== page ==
• The degradation to electrical wiring that may go undetected/unproven.
  • Some insurance companies offer premium discounts on farm buildings equipped with lightning protection.


There are authorities having jurisdiction in both Canada (Canadian Standards Association – CSA) and the U.S. (National Fire Protection Association – NFPA). These authorities publish the codes and standards that define today’s lightning protection system.  Refer to the “Codes and Standards” in the Services page.


Today’s lightning protection systems, installed by professionals, are remarkably unobtrusive and blend into the architecture.  Rods extend approx. 1 foot above the roof peak or building edge and are 1/2” diameter.  Cable is either braided copper or aluminum (1/2” diameter) and is installed considering the roof sight lines and architecture.  Where cables come down to ground, they are hidden as much as possible by corners, eaves troughing, and downspouts.

Dominion Lightning Rod Co. guarantees the materials and workmanship for one year.  The materials are designed to last longer than the building itself, so any problems should present themselves before the end of the warranty period.

If the components of the LPS are not disturbed, very little if any.  A certified lightning protection system should last as long as the building itself.  The system is designed to withstand numerous lightning strikes without degradation.  It should also withstand most weather conditions the roof itself could withstand.  We recommend that the system be visually inspected every 3 years, to assure rods and cables are fastened tightly to the roof and walls.

If you have had any repairs or modifications done to the exterior that may have affected the system such as re-roofing, the lightning protection system should be re-inspected and re-certified by a qualified LPS installer.

To receive an estimate for any of our services, please fill out the request for information in the Contact Us Page with a description of your needs. We will get back to you by phone or e-mail to qualify your request.

For construction tenders, we receive requests by contractors and we require electrical and architectural drawings, applicable specifications, addenda, and closing dates.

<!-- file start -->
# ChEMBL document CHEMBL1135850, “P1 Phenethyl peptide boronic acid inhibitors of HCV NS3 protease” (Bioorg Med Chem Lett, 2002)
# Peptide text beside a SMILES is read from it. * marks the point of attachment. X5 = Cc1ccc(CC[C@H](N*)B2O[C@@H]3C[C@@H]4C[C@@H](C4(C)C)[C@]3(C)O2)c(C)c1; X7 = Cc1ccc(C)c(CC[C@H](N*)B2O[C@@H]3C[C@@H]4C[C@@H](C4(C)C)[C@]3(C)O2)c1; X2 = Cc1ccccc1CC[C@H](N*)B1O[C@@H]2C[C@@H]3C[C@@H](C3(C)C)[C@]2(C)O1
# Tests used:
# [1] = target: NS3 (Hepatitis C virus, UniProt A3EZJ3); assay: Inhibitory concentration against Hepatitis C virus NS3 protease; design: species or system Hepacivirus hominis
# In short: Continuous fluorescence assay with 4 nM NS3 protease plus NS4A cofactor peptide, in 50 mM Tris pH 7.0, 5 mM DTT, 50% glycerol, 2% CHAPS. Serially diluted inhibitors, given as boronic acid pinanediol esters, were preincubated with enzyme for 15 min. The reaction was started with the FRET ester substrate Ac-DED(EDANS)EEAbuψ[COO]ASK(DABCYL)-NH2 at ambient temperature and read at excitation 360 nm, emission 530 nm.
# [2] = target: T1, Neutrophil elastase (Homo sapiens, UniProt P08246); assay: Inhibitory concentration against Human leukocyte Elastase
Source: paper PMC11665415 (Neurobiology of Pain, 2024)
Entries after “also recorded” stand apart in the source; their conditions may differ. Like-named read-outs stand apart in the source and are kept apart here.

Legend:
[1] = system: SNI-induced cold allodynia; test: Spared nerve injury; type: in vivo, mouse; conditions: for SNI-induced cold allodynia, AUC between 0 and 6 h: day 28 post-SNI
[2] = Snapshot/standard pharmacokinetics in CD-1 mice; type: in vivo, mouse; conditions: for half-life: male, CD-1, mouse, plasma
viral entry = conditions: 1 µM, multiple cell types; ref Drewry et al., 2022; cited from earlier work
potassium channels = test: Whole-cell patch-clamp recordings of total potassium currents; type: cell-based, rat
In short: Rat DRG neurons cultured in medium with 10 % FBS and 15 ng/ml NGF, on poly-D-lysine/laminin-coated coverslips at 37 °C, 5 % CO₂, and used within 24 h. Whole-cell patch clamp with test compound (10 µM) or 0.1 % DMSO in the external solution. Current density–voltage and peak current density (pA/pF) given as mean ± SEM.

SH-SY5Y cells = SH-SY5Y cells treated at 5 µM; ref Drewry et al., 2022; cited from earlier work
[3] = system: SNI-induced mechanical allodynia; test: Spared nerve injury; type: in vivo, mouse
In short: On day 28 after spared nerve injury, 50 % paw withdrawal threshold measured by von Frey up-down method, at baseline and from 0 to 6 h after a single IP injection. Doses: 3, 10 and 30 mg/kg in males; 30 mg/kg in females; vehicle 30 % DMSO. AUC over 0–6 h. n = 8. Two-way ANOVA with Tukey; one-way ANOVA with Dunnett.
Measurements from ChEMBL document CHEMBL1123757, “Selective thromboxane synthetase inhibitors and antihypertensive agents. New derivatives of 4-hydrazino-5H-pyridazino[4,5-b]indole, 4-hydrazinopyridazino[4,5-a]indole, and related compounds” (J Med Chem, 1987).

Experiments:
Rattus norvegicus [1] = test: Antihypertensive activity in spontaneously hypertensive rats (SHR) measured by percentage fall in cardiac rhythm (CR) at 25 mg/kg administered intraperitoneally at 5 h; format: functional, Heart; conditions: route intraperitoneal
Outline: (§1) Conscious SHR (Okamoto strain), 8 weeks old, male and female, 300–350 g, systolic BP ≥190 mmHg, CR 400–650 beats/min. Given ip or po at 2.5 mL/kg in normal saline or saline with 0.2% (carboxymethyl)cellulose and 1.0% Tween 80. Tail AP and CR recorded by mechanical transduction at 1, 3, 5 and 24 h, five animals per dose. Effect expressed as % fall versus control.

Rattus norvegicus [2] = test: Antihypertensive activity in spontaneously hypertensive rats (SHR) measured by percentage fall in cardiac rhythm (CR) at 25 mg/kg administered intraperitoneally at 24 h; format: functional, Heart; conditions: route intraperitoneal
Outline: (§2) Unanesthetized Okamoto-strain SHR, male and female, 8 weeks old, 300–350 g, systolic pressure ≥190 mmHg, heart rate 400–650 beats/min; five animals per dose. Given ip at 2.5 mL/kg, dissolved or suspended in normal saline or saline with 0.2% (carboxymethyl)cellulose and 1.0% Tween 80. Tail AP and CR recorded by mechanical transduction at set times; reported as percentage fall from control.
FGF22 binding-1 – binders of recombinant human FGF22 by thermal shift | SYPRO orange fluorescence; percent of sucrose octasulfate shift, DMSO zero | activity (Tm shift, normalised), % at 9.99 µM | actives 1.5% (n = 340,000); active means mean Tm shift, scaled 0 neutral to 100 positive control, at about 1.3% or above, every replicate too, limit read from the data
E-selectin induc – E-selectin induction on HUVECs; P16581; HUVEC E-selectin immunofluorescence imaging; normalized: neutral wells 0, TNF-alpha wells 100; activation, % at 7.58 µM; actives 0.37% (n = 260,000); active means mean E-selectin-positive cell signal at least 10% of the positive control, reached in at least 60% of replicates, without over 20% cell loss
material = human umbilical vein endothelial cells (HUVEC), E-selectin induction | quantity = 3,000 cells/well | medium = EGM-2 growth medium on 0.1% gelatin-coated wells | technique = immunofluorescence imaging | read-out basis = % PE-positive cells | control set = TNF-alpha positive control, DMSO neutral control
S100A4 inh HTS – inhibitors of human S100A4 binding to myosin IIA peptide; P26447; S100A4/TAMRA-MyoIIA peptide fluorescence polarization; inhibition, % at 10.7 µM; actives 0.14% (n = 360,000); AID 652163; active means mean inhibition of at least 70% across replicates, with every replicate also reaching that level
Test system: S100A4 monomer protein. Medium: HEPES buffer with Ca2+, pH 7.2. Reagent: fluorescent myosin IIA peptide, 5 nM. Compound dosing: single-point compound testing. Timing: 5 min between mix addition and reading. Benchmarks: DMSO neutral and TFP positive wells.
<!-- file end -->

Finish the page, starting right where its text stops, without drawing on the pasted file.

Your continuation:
For new construction projects where we are requested to design-build a system and provide a quotation, we require architectural and electrical drawings site locations, basic construction schedule.

For existing buildings, where retrofit of Lightning Protection is requested, we require a site location, elevation photos of the existing building showing the ground to the roof top around the entire building.


Please fill out the request for information in the Contact Us Page with a description of your needs. If you know what products you wish to purchase, list them by part number and quantity and we will provide a unit price estimate  by e-mail.

If you are unsure of how to install a system on your building or what materials you need,  we would be please to provide an estimate to design-build a system for you.  For details see the previous question.

When selling materials directly, we require a waiver to be completed that indemnifies Dominion Lightning Rod from the improper installation of the materials by the purchaser. Due to the uniqueness of each system, we are unable to offer advice about installations on systems we do not install.

To protect your electrical/communication systems from damage, we recommend our industrial quality surge protection unit that can handle the voltages and current produced by lightning (20,000 amps, millions of volts).  Power bars and surge protection units available through retail stores are not designed to protect your equipment from the power of lightning.

Dominion Lightning Rod Co. has been providing lightning protection systems as its sole business since 1898. We have an excellent reputation among professionals in the industry. We are members of the advisory committee for the CSA code for  Lightning Protection and have designed, supplied, and installed lightning protection systems on many different structures.  Please refer to the Projects page.

As a family business currently in the 6th generation of ownership, we are 100% Canadian owned and operated, and fully committed to our customers.

Lightning striking Toronto
Reproduced under licence with the Toronto Sun